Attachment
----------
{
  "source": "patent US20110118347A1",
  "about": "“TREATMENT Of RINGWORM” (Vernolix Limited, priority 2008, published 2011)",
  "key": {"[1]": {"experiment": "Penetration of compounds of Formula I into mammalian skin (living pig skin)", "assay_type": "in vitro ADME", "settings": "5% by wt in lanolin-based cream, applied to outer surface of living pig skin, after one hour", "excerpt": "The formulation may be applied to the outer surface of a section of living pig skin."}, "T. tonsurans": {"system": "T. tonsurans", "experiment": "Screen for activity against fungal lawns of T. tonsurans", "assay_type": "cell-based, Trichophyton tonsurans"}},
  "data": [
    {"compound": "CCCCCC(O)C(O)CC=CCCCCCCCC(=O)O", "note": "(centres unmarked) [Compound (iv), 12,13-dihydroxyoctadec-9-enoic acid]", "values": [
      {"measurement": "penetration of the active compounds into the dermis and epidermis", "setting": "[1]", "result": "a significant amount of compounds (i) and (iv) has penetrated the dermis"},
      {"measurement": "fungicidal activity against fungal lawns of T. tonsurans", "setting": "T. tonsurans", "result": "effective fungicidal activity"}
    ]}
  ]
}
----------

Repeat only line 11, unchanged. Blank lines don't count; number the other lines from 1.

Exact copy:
}